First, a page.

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When You Really Don’t Like Working from Home

Whether or not you thought you'd love working from home, chances are you've been doing it for the past 15 months, and what may have started out as a more desirable work arrangement has likely lost its lustre.

The good news is, you're not alone. Many remote workers are experiencing the same challenges. Here are the top three reasons people don't like working from home and suggestions on how you can make a few adjustments that might help you like it (at least a little) more. 

The work day never seems to end.

When you head to the office, there's a set start and end time (in most cases) that you're engaged in work. You're at a physical location, you're dressed differently, and you work with others. When you leave that office, there's a signal sent to your brain that it's time to switch gears. Homelife can begin, and work can generally stay at work. Working from home sends interfering signals to our brain. Do we respond to an email after 5pm? Should we reach out to a colleague about something we're happy to get done, even though they might appreciate it if we didn't? The lines between work life and home life can be blurry, especially when we're no longer practicing the routine we have for years - and all of that can make it difficult to disconnect and end the work day. How can you make it easier to draw the line?

Create new habits and practice a little discipline.

Get dressed. You don't necessarily need to wear your power suit when working at the kitchen table, but getting out of pyjamas or sweats and throwing on something that helps you feel productive is a great way to  start the work day.

Set boundaries. Being at a desk is like being at an office. Forget the laundry, the messy kitchen, or Netflix and commit to creating a consistent workspace.

Stop working. When you're done for the day, close your laptop and leave it closed. If you don't identify and honour when other things in life need attention, work will interfere.

There never seems to be enough space.

One of the most challenging aspects of working from home is finding a dedicated work space. If you live in a spacious home with an extra bedroom, you're likely not pulling your hair, but if your office is the living room or the kitchen table, or even the bedroom, it's hard to concentrate and the space doesn't feel good for working. Creating a dedicated workspace can be challenging if you lack the square footage - but it's necessary to try. Think about how cooking happens in the kitchen, or laundry happens wherever the washer and dryer are. Work has to happen in a space dedicated to work. With so many ways to make an office in a small area (thanks Pinterest!), here are a few you can try.

Convert a walk-in closet to a smaller workspace. Sure it might feel a little tight, but you don't have to lock yourself in there for eight hours. Instead, take your meetings and use this type of space for work that requires more focus and quiet time.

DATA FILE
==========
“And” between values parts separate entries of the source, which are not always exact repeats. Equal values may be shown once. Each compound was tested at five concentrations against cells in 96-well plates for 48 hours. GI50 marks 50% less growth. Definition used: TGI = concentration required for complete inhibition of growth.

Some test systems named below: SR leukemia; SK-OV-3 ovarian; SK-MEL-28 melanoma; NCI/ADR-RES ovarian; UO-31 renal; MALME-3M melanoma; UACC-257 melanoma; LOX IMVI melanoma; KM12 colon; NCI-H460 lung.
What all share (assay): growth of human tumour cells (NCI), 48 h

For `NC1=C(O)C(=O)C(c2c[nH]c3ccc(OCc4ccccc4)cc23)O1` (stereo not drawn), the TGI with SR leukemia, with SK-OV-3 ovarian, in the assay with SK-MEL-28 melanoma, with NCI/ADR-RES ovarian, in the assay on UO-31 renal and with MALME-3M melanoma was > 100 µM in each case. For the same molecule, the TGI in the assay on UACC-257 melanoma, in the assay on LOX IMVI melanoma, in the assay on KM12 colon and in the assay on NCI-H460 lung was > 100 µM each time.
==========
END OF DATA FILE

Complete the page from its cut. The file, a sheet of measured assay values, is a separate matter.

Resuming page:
Repurpose a cabinet (think wardrobe, china cabinet or even a bookshelf) - you can knock off the doors and add a shelf if you're feeling creative for the desk effect.

Finish the basement. A room in your home waiting for purpose is a a blessing in disguise. Make it your next project to re-model or finish the basement as your work safe haven. 

The interruptions never seem to stop.

There's no question that the last year of working from home does not represent a typical remote work scenario. Before the pandemic, we weren't homeschooling kids and trying to juggle a thousand other things without the ability to see family and friends or ask for help. Everyone wasn't home at the exact same time, seven days a week, and while it helps (a little) to know this won't be forever, we still require viable strategies to help limit those ongoing interruptions.

Have a family meeting.  Explain that you actually are at work, and cannot be interrupted when you're at your desk or usual work area.

Create a few rules. If you've got young, school aged children or even teenagers at home, rules tend to work because they're familiar. Set rules around respecting time and space.

Switch off when you say you will. We're asking a lot of family members (and ourselves) right now. Remember to be present when your workday is over.

Overall, be kind to yourself and remember that these are unusual times to be working at home. If you're feeling overwhelmed, take few big, deep breaths and remember to take breaks from your screen. Take a walk around the block, listen to a five minute meditation, indulge in a podcast to reinvigorate your brain, or play your favourite tunes between meetings.

Remember that the beauty of working from home for many of us can be that we get to create our own environment, and for now the rest is just part and parcel.